On February 26, 2021, the U.S. District Court for the W. District of Washington granted Mr. Colchester’s request to have his child returned to Spain. When the court issued its return order, it included the following language, ordering Mr. Colchester to “facilitate daily electronic communications between SLC and Ms. Lazaro.” Ms. Lazaro filed a motion in the same federal courthouse, arguing Mr. Colchester was in contempt of the order. He presented evidence, and the court concluded he was not in contempt. This round of court filings in this case raises a whole host of questions.
- When the court required Mr. Colchester to “facilitate daily electronic communications” is that tantamount to issuing a custody order? Is requiring a parent to facilitate communication between parent and child something that requires a judge to analyze the child’s best interests? Can the court seized with the Hague return petition do this, or must the court in the habitual residence (or wherever there is jurisdiction over the child’s custody)? In this case, the Spanish courts had previously issued custody orders for this child. How would the U.S. federal court’s requirement that the father provide virtual access between child and mother meld with the existing Spanish custody order?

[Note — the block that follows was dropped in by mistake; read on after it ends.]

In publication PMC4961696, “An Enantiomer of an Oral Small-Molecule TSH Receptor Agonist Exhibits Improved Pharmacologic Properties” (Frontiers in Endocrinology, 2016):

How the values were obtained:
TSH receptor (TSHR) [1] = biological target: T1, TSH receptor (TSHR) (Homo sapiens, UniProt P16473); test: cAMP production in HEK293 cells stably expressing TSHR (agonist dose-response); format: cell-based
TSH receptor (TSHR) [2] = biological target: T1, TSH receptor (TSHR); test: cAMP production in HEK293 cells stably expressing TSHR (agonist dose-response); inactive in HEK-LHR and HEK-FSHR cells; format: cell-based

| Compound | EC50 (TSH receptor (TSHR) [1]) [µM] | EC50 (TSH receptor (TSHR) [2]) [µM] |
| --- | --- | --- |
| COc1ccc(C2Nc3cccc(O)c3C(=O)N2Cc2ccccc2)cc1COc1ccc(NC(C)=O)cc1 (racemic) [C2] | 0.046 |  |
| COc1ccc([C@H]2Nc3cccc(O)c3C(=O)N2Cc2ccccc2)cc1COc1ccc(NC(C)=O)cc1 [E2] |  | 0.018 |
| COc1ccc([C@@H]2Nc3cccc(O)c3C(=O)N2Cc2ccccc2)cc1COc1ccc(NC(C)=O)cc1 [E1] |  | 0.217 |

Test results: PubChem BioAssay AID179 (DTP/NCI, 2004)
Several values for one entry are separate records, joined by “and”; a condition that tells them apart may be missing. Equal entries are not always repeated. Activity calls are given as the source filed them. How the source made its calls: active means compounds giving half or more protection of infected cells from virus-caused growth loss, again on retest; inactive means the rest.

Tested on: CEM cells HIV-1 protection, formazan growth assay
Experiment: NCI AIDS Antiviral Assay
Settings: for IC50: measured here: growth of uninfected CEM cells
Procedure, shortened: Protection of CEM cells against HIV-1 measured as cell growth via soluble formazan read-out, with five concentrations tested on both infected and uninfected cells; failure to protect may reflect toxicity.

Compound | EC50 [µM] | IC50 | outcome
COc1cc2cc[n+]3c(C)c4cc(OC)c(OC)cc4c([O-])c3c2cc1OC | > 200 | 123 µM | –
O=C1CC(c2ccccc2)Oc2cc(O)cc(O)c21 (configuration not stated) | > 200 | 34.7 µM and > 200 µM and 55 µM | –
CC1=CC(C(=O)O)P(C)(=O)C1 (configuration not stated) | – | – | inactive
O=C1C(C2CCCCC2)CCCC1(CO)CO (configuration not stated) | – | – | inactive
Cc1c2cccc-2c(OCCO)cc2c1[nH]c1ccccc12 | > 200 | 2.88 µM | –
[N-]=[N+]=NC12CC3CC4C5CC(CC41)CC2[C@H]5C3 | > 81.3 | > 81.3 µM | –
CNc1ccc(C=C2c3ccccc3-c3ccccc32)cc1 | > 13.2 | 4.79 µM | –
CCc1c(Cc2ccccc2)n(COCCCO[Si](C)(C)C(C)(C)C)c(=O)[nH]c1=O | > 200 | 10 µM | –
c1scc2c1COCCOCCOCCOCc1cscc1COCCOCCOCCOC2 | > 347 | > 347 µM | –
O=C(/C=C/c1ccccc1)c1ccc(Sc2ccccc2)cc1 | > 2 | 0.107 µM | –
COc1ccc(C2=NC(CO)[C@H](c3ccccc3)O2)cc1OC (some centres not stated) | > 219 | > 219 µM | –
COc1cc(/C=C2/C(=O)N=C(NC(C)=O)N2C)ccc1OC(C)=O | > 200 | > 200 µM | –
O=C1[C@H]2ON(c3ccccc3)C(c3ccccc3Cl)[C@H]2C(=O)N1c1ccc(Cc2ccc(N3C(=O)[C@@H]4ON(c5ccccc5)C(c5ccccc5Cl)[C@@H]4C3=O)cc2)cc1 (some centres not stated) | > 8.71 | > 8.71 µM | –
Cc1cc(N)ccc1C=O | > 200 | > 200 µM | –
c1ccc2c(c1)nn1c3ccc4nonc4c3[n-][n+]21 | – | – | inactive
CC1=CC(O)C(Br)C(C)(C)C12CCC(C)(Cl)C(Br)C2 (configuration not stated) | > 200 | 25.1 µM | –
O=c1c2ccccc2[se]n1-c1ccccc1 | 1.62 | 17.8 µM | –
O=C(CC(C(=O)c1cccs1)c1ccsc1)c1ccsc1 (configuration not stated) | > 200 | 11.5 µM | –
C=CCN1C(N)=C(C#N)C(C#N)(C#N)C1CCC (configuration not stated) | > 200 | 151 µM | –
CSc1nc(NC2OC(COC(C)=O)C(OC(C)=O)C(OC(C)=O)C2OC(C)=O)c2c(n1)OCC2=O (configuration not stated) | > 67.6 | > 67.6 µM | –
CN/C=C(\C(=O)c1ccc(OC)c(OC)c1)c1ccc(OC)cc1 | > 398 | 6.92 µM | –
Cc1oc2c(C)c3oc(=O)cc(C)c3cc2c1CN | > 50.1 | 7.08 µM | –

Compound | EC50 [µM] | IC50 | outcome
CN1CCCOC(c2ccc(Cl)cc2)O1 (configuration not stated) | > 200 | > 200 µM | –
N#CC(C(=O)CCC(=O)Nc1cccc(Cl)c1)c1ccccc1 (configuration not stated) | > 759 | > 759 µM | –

- Would a U.S. federal court retain jurisdiction to address contempt of an access provision in its own order once the child is returned to a foreign country? In this case, Mr. Colchester appeared to have participated in the proceedings, so presumably it had personal jurisdiction over him.
- If the mother were seeking to have her access rights respected under the Hague Abduction Convention, would she not need to proceed in the Spanish courts, under the clear reading of the International Child Abduction Remedies Act?
- If the federal court did find Mr. Colchester in contempt, to what effect? Would Spain recognize that contempt order? What impact?
- Was this provision intended to be a stop-gap for this child to, as the court stated, “mitigate the risk of harm” to the child? Is this a situation where the Hague Child Protection Convention may prove useful? (of course, the United States has not yet ratified this treaty, and in this case, there is presumably a current Spanish custody order)